So AEG could have covered all their losses just by selling their franchises today-no ticket sales, no promotions, no Pan-Pacific Cup.
    Yeah shut up Leiwinkedoodle

  8. Thank You. I find it hard to believe how many MLS fans are eating up Leiwieke’s blatant BS. AEG are ultimately in the real estate/development business. His investment in the Los Angeles Kings hockey club is a prime example of how he leverages a sports team into a development and outside revenue stream bonanza.

    While there are some differences in the Galaxy model, Philip Anshutz is not a moron and does not invest in things that don’t make him money in the long run. He was willing to take a chance and invest in the league in its infancy and while he did certainly spend alot of money, he made alot of it back and then some.

    The idea that AEG is an owner/investor in the league only because they are “passionate” about soccer would have bailed out long ago if it was about money, is at best laughable, and at worst an insult to anyone who cares about the league and pays attention. If they were so passionate about soccer they wouldn’t have regular concerts during the season at Home Depot Center, nor would they hold the X Games there every summer as well as hosting the Los Angeles entry in the pro lacrosse league since among other problems, all of these interfere with scheduling and the like and completely ruin the field for most of the season as any Galaxy fan can tell you.

    The reality is that all these things provide a revenue above and beyond any that the Galaxy directly provide, and while AEG would claim that this is not revenue directly attributable to the Galaxy, it simply would not be possible without the Galaxy existing in the first place and is the ultimate reason why they own the Galaxy.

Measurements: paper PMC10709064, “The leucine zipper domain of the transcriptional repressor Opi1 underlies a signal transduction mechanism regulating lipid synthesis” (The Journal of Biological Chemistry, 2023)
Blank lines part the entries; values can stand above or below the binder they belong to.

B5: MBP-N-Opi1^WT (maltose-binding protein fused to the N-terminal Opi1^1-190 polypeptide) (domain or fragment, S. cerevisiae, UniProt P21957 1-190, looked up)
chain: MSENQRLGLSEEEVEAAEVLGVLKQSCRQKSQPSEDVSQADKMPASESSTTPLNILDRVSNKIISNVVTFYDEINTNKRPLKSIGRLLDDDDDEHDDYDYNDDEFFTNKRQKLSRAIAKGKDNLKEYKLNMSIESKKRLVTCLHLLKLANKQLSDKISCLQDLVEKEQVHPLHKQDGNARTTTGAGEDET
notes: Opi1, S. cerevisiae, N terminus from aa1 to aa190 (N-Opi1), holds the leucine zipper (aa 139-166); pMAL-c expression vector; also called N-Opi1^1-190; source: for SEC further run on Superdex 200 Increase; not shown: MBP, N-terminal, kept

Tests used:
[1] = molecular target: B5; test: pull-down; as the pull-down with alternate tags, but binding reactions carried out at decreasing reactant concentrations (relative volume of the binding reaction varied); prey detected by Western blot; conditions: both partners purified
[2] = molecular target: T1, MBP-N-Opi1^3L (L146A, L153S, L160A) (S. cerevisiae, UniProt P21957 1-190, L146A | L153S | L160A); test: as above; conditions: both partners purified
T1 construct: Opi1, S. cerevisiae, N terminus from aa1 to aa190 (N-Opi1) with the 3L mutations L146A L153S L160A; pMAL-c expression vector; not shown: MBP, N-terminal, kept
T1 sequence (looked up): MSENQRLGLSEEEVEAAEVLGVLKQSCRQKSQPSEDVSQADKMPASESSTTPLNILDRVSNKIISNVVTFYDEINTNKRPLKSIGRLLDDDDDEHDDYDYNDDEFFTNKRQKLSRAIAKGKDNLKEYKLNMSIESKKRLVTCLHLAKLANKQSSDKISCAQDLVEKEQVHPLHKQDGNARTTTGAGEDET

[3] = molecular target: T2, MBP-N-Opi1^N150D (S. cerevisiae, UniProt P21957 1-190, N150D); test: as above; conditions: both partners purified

Along these lines remember that AEG was a 50% investor in the new Red Bull Stadium in New York (Jersey) and was insisting that a stage be built into the stadium seating for concerts etc. Red Bull said thanks, but no thanks, we want a soccer stadium not an outdoor concert arena and they eventually bought AEG’s interest in the stadium out. If anyone can claim soccer is a passion for them it’s Red Bull, certainly not AEG.

    Ultimately AEG’s own actions put the lie to Tim Leiwieike’s words. It wouldn’t be the first time either.

  9. Man why cant these knuckleheads just figure out a compromise, wtf??? Im not even remotely sure what this is all about but all i know is MLS has to start like in a week or two or its screwed big time, and its fragile enough as is.

  10. Investment cuts both ways. Some of the players could make more elsewhere playing soccer, some could make more selling insurance here. I am happy Uncle Phil has made the investments he has. That is different from saying the players are greedy ingrates for not accepting artificially depressed wages. Nobody is gonna buy tickets to watch Tim Leiweke play soccer. And, as for Chung, he wants tax payers to make his capital investments for him, and he wants to plead poverty to the players.

    The players should respect the Single Entity Model. It is the model that makes it possible for their world to exist in competition with all the other, better-established and ingrained options.

    In return, the owners should allow for more rights within that controlled world.

    That’s the Grand Bargain.